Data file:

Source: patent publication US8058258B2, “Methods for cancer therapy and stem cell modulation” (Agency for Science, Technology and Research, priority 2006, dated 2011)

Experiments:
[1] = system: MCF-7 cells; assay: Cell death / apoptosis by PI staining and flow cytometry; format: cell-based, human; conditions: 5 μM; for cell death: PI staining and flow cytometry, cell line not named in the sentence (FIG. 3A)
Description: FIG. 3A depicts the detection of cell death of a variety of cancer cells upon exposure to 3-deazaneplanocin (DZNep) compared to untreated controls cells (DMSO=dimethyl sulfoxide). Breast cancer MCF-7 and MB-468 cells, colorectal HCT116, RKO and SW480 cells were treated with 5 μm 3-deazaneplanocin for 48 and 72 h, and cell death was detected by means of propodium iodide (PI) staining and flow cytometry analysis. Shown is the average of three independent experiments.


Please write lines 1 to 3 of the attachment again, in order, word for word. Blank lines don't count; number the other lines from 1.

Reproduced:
Source: patent publication US8058258B2, “Methods for cancer therapy and stem cell modulation” (Agency for Science, Technology and Research, priority 2006, dated 2011)

Experiments:
[1] = system: MCF-7 cells; assay: Cell death / apoptosis by PI staining and flow cytometry; format: cell-based, human; conditions: 5 μM; for cell death: PI staining and flow cytometry, cell line not named in the sentence (FIG. 3A)